Dr. Henry Paul, MD

Psychiatrist, Author and Educator


February 24th, 2015

“She crawled out her bedroom window with a bag of clothes and a stuffed cat she slept with every night.  At 14, Katlyn Ann Shope Williams was leaving home, and she wasn’t coming back. Only she knew what she was looking for.” Abuse haunted runaway teen found dead in Columbus, Columbus Dispatch, 9/22/14)

3661397_sSo what are the signs that a teenager is planning to run away from home? Let me assure you that there are usually signs that a teenager is planning to bolt. These include arguing more than usual, angry complaints about feeling abused, disagreeing with parents at every opportunity, accumulating money secretly, and/or expressing wild and enraged feelings. Potential runaways may make no bones about the fact that they want to run away, announcing it frequently to the family or telling friends at school they plan to leave. Performance at school generally takes a downturn. The teen may become isolated; markedly antisocial. There may be evidence of a mood disorder, with symptoms like eating or sleeping less, withdrawing from activities formerly found pleasurable, and, above all, clearly wanting to have as little to do with the family as possible. There is also the strong possibility that there is substance abuse. Drug and alcohol abuse also are a reason to run away. In some cases, the abuse has become so bad that the teenager is afraid to let their parents know. If they have an addiction they may feel they have to leave to be able to use more “freely and openly”.

What to Do

  • Most important for parents is to try to prevent the teenager from leaving. This means doing everything possible to keep the channels of communication open. Avoid reacting to your teen’s increasing isolation tactics and negativity by punishing or scolding for it. This doesn’t mean that you have to agree with your teen’s point of view, but you need to let them know you are listening and really hear them.
  • If your child does run away, use as much common sense as possible in your attempt to find them. Contact law enforcement and tell them what you know. Call your teen’s friends, call the school, contact anyone you think the teen might have gone to or confided in. Go to their room and see if they left any clues to why they left or where they might be going. In this instance, it is okay to check their diary, look at their social media, and so on. You should check with your cell phone carrier and also look at their computer for recently accessed websites that might yield some clues. Contact the local bus terminal and the local hospital.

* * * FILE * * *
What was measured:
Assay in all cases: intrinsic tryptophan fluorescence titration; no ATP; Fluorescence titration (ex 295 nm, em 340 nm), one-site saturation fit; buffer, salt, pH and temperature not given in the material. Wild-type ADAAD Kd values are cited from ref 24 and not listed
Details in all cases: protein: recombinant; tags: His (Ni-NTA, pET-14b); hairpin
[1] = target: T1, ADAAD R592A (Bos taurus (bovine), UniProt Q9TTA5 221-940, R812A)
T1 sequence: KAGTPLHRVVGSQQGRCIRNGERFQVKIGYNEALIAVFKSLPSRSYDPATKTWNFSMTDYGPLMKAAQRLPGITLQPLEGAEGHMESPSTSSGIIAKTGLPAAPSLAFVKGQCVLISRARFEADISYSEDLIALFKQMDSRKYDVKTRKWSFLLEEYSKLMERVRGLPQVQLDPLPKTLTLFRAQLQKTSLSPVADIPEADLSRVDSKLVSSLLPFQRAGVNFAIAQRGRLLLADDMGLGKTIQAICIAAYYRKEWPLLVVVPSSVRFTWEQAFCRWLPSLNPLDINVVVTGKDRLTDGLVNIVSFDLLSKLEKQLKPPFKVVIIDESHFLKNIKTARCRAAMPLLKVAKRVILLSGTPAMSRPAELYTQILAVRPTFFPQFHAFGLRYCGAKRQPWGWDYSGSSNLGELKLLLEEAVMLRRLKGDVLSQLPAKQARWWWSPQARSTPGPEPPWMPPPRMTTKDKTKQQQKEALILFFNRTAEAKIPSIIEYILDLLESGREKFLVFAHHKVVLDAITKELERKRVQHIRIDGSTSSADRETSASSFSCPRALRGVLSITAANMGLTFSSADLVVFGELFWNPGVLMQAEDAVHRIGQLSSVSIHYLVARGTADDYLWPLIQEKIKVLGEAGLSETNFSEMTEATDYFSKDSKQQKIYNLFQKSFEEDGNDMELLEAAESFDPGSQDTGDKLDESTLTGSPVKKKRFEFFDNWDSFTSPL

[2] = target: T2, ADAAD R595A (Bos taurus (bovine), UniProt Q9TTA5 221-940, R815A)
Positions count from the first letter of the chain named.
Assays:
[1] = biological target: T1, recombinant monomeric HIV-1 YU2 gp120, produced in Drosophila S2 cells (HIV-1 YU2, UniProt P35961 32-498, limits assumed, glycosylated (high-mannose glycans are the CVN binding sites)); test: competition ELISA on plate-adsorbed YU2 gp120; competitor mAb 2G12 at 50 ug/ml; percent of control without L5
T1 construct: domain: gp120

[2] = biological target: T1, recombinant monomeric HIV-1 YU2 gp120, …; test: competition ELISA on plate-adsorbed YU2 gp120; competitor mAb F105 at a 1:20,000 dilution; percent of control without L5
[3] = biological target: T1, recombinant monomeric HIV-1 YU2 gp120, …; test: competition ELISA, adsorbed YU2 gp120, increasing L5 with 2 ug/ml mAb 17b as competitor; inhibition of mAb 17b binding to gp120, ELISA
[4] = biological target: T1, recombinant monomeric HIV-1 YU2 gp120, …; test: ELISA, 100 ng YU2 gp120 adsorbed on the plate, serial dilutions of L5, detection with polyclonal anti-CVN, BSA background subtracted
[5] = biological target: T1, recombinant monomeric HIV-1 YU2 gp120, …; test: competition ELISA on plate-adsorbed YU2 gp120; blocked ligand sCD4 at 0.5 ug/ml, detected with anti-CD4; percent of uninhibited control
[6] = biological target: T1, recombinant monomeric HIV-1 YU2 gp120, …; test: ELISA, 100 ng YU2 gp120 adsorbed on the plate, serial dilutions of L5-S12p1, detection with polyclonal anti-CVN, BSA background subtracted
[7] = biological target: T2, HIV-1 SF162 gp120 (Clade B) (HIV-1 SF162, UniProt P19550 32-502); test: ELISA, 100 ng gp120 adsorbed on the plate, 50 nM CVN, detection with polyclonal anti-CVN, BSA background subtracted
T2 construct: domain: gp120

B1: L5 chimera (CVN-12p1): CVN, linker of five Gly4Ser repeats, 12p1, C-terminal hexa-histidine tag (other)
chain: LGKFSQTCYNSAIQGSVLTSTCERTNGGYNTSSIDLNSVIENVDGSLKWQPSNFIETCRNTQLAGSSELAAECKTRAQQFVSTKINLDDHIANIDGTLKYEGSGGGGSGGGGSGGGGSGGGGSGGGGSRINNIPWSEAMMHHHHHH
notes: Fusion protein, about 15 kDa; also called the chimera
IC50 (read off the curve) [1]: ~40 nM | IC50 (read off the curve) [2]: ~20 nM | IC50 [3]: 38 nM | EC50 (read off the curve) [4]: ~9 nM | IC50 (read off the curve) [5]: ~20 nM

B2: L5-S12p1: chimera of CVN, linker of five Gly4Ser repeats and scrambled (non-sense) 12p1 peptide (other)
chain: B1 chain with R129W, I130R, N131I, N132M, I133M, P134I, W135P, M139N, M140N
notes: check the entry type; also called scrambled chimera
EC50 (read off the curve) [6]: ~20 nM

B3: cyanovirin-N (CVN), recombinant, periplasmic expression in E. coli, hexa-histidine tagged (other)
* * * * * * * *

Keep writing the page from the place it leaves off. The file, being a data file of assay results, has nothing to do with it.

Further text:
• Teens also need to learn problem-solving skills, build confidence, and know that they have a safe place to go – home! Make sure to “check-in’ with your teen. It’s important to ask, “How are you feeling?” “How’s it going?” These are important ways of keeping communication open.

The reality is that most teens return within several days, but that doesn’t mean the problem is solved. The family’s prevailing goal must be to investigate why the teen left in the first place. Although some families are able to explore the painful issues without help, I recommend that you consider involving a mental health professional to help you navigate these tricky, and sometimes, dangerous waters. Family therapy is helpful to all, but you may want to also get your teenager some ongoing individual therapy to help them deal with some of their issues that they might be uncomfortable, at first, talking about with the family.

Be ready to consider that the root of the problem could lie with an undiagnosed mood or behavioral disorder, an academic or learning problem, or even romantic problems (often kept very quiet). Be ready to listen, to hear things that you might not want to from your teen, to accept that medication may be needed to help your teen, and most importantly, be part of the solution. This journey is not just your teen’s, but for the family as a whole.

Information contained in this blog is intended for educational purposes only. It is not intended as medical or psychiatric advice for individual conditions or treatment and does not substitute for a medical or psychiatric examination. A psychiatrist must make a determination about any treatment or prescription. Dr. Paul does not assume any responsibility or risk for the use of any information contained within this blog.

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